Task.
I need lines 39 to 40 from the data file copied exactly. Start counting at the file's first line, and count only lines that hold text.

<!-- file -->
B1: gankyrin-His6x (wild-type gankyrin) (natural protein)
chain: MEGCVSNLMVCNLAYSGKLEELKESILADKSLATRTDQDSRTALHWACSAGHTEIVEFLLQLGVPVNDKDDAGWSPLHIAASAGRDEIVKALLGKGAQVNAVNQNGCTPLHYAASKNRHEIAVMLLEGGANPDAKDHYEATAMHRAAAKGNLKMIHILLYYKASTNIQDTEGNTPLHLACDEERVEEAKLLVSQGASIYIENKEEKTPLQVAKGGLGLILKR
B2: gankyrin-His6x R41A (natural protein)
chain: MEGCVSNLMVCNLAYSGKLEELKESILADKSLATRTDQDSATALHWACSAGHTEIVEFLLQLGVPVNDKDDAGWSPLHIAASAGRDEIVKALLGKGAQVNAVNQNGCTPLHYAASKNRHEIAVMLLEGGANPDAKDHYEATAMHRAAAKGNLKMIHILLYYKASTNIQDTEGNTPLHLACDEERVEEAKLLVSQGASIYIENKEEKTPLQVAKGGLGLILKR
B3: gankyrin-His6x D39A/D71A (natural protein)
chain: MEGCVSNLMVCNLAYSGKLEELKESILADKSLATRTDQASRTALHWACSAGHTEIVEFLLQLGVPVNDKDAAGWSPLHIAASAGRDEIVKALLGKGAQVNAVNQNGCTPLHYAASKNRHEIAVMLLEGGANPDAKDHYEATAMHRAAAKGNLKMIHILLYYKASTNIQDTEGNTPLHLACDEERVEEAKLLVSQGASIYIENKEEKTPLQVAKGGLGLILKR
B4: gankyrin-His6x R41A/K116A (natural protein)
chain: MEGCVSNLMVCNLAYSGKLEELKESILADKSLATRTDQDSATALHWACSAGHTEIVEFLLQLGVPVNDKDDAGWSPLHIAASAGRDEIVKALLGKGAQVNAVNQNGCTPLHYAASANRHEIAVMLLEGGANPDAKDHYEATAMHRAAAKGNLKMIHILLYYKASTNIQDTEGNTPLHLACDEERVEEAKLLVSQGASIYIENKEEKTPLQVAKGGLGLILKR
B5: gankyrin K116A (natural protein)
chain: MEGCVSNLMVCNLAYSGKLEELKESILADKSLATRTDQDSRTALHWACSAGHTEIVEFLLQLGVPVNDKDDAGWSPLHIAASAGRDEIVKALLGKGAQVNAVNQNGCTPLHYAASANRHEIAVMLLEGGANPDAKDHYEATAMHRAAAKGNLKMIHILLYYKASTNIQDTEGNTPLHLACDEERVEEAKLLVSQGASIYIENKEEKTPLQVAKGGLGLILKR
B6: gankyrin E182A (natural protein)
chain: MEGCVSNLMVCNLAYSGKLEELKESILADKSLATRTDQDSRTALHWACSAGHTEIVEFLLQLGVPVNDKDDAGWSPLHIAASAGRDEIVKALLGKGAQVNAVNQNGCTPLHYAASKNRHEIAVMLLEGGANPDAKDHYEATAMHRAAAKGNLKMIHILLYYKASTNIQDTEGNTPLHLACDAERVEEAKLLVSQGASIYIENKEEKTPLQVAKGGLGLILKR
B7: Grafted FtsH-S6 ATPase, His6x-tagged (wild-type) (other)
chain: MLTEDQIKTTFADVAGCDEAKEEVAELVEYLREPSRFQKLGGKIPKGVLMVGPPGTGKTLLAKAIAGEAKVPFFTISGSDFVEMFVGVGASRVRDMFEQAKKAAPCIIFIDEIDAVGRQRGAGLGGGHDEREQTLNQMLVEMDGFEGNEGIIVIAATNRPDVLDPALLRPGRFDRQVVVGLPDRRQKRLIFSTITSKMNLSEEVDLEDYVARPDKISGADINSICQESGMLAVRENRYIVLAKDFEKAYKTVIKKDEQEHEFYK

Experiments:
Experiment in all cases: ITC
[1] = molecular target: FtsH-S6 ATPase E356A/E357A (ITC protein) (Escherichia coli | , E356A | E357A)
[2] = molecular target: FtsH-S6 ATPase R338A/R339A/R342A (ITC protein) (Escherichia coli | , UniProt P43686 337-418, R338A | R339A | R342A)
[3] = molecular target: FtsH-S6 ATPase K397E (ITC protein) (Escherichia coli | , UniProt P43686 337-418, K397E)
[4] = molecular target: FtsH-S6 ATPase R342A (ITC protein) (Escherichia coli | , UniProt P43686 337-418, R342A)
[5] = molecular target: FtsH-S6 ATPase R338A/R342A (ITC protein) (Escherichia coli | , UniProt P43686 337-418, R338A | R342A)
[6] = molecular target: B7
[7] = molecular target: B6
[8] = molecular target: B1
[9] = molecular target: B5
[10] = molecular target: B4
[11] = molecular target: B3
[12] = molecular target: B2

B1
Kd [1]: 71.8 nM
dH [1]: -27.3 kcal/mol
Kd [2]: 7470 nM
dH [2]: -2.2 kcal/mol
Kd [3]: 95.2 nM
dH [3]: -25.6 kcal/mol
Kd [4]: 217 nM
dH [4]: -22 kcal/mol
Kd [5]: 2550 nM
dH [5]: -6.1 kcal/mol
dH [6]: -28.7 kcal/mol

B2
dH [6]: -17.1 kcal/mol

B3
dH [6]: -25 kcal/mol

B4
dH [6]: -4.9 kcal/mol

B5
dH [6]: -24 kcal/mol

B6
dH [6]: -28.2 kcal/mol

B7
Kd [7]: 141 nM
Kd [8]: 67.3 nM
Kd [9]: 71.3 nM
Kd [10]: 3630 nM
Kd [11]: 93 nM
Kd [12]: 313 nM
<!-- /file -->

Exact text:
dH [5]: -6.1 kcal/mol
dH [6]: -28.7 kcal/mol